Earth Day evolved from a 1960’s concept that was finally realized on April 22, 1970. Intended for worldwide celebration, Earth Day brings annual attention to our precious natural resources. Earth Day is now observed in nearly two hundred countries. The spirit of the environmental movement has moved forward in the past four decades. Most Americans now take recycling for granted, consider conservation of energy and water as essential, and understand the importance of minimizing carbon emissions. The Earth Day Network, now 20 years old, seeks to enhance knowledge about environmental issues, reaching thousands of organizations. So, in recognition of this special day, we are given a cornucopia of Blu-ray discs that present the miraculous diversity, scenery, humanity, and immensity that is our planet. So how do you plan your Earth Day party? Fortunately, those of us at TheaterByte have the answer, thanks to BBC Home Entertainment, PBS, Image Entertainment, Universal Studios, and DisneyNature.
Planet Earth: Six-Disc Special Edition (BBC)
Begin your Earth Day celebration with, of course, Planet Earth: Six-Disc Special Edition. Okay, with additional footage, it plays for nine hours, but those are nine really special hours.
This six-disc set got the whole Planet Earth show started and what a start! The special edition Blu-ray box set also gives us seven hours of additional material. Extras abound with original behind-the-scenes featurettes, clearly of interest to techies, and a great bonus series, Planet Earth-The Future. Luxuriate in climes, vistas, flora and fauna that many viewers have never seen or certainly not as close up or detailed. The set includes a special program Great Moments of Planet Earth, and the extra series Planet Earth – The Future.
With this five-hour three-disc traversal of the Dark Continent, executive producer Michael Gunton realizes a four-year odyssey that is absolutely illuminating. Narrated by Sir David Attenborough, we see aspects of 27 countries as well as their flora and fauna, many of which have never been previously seen. Groundbreaking cinematography gets up close and personal with animals in the wild that will simply amaze the viewers. As a bonus, Africa contains 104 minutes of featurettes, interviews, outtakes and deleted scenes.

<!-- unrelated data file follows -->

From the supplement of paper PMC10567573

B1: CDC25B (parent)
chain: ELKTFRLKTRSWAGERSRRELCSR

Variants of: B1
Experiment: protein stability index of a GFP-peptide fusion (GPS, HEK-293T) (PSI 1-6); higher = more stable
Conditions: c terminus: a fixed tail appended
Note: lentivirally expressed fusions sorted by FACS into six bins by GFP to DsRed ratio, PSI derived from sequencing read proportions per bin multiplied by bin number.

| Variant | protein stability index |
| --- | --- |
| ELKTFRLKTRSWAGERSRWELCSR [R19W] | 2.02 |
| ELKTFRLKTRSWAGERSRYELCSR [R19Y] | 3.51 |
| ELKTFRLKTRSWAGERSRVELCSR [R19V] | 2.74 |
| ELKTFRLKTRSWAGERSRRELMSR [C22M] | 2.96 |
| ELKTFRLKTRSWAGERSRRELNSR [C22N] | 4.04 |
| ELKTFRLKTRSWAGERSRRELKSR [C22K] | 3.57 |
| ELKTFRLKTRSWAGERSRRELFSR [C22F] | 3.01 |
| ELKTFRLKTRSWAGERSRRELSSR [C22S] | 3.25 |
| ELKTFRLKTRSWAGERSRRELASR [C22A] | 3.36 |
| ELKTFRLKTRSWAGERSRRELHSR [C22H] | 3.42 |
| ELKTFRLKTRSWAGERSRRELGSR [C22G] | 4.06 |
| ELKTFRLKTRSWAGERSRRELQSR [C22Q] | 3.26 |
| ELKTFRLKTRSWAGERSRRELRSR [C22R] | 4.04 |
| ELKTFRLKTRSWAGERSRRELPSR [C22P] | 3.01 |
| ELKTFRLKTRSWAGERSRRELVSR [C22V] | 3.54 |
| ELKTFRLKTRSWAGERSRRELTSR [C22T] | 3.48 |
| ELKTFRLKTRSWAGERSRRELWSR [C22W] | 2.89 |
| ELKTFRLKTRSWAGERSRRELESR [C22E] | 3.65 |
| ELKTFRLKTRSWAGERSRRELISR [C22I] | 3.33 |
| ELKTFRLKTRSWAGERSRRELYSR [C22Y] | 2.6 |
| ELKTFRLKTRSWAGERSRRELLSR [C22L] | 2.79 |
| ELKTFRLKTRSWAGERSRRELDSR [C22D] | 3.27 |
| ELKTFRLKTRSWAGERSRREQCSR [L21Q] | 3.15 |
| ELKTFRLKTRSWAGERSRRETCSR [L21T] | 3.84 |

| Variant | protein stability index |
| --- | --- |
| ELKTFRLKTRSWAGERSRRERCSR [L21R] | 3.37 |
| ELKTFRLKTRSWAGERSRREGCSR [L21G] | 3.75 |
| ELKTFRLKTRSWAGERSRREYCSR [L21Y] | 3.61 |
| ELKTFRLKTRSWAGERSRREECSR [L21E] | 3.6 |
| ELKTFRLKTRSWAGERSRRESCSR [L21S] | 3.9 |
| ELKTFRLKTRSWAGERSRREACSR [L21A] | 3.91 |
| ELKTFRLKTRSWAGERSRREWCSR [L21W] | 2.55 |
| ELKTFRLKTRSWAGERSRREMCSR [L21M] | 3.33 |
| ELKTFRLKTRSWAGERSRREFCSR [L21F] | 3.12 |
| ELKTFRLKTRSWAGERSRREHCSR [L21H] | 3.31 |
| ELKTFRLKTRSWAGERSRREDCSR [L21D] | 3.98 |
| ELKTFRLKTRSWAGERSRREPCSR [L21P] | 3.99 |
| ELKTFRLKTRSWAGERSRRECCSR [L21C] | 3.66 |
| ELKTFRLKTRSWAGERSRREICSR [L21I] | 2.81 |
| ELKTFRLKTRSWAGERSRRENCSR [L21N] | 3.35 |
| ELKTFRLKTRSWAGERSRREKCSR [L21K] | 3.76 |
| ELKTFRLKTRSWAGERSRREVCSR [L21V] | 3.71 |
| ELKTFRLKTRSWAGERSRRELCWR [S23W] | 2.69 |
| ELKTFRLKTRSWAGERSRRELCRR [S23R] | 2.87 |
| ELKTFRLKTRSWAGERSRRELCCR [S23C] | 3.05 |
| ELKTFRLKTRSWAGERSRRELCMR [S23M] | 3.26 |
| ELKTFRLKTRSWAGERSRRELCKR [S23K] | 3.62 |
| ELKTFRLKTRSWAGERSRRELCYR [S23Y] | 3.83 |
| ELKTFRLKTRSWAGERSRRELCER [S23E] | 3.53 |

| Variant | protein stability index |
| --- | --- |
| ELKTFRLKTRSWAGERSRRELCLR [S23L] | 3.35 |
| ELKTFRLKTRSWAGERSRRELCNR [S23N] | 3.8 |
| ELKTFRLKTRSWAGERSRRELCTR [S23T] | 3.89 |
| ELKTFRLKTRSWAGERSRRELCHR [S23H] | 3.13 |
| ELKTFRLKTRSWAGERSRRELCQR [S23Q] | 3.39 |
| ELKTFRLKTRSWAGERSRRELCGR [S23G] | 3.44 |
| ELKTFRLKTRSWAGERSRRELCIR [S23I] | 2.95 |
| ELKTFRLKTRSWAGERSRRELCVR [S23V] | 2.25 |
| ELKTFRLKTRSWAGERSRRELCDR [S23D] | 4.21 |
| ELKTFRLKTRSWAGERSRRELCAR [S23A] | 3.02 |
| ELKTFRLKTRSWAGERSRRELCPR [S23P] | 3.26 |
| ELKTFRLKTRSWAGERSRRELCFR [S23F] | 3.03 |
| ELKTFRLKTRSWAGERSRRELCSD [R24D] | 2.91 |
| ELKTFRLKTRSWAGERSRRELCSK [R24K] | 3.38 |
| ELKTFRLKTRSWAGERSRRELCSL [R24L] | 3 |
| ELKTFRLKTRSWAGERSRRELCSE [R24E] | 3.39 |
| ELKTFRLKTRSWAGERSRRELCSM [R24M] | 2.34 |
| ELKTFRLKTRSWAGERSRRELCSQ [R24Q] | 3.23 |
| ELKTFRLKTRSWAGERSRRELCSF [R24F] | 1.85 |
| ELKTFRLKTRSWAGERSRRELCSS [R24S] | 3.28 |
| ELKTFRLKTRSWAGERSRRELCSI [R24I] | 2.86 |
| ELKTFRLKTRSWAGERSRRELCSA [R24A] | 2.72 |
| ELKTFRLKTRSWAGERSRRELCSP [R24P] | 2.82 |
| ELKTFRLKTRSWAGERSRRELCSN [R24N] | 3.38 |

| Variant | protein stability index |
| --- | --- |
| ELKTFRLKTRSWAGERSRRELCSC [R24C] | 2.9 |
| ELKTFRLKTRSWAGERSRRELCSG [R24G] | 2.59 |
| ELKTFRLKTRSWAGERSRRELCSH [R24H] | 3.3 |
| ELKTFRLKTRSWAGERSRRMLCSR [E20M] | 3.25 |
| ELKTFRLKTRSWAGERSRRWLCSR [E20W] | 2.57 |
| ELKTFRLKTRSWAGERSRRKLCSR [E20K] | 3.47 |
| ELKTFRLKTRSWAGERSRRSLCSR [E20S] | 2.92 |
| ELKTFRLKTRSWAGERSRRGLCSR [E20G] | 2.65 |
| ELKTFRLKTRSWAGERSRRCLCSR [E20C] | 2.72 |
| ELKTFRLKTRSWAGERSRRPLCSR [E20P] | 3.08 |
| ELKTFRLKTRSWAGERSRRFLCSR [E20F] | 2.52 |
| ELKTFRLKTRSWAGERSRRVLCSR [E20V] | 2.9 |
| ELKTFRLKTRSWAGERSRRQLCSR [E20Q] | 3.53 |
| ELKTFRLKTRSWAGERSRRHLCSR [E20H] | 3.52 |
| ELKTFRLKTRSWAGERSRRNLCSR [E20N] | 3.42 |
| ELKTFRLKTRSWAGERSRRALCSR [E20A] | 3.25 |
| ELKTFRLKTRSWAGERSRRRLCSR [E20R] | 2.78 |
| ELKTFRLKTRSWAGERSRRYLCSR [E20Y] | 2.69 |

Frozen Planet (BBC)
Most of us will never visit either the Arctic or Antarctica, so this three-disc set gets us a view of life in these cold and often forbidding environments. During these three discs, Sir David Attenborough narrates a six-hour odyssey that displays the lives of creatures that have adapted somehow to these frigid climates. Four hours of bonus features include Science at the Ends of the Earth, Freeze Frame, seven short features, and 47 video shorts.
Human Planet (BBC)
A departure from the usual fare that we get with the BBC Earth series, Human Planet delivers eight hours of main and extra viewing features. Distinguished actor John Hurt narrates personal stories of many peoples, told in their own languages and from around our planet. It is absolutely fascinating and frequently riveting to see the diversity of our species and its ability to adapt to a wide range of climates and natural terrains. This Blu-ray set offers three hours of footage not seen in North America. There are 10 Behind the Lens featurettes and a BD-live feature Zanskar.
One Life (BBC)
A Blu-ray/DVD/Ultraviolet combo pack, One Life, takes a 90-minute look at the diverse species that inhabit our planet and that have successfully adapted to and reproduced in many different habitats. Film’s latest James Bond, actor Daniel Craig, provides the narration of this epic adventure. The stories are compelling and filmed in the expected tradition of the BBC Earth series. Whether by divine plan or intelligent creation, the ability of Earth’s creatures to overcome enormous obstacles and generate new life is simply extraordinary. Extra features include interviews with the cameramen, filmmakers, and producer Michael Gunton.